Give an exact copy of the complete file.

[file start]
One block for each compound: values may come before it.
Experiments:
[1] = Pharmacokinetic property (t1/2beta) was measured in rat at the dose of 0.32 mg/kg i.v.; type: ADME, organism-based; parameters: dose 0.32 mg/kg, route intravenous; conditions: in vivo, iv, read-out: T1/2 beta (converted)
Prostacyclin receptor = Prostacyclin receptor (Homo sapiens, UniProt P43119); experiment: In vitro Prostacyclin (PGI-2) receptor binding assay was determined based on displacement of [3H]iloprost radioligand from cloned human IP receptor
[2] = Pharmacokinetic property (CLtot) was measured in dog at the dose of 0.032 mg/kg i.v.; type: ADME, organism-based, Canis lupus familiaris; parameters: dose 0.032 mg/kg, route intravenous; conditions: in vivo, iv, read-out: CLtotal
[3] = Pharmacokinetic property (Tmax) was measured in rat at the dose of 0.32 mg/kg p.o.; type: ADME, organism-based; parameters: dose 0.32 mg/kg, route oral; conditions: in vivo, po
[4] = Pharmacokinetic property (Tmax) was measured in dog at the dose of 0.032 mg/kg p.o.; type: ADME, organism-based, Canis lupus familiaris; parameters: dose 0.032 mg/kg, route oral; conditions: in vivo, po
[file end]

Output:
One block for each compound: values may come before it.
Experiments:
[1] = Pharmacokinetic property (t1/2beta) was measured in rat at the dose of 0.32 mg/kg i.v.; type: ADME, organism-based; parameters: dose 0.32 mg/kg, route intravenous; conditions: in vivo, iv, read-out: T1/2 beta (converted)
Prostacyclin receptor = Prostacyclin receptor (Homo sapiens, UniProt P43119); experiment: In vitro Prostacyclin (PGI-2) receptor binding assay was determined based on displacement of [3H]iloprost radioligand from cloned human IP receptor
[2] = Pharmacokinetic property (CLtot) was measured in dog at the dose of 0.032 mg/kg i.v.; type: ADME, organism-based, Canis lupus familiaris; parameters: dose 0.032 mg/kg, route intravenous; conditions: in vivo, iv, read-out: CLtotal
[3] = Pharmacokinetic property (Tmax) was measured in rat at the dose of 0.32 mg/kg p.o.; type: ADME, organism-based; parameters: dose 0.32 mg/kg, route oral; conditions: in vivo, po
[4] = Pharmacokinetic property (Tmax) was measured in dog at the dose of 0.032 mg/kg p.o.; type: ADME, organism-based, Canis lupus familiaris; parameters: dose 0.032 mg/kg, route oral; conditions: in vivo, po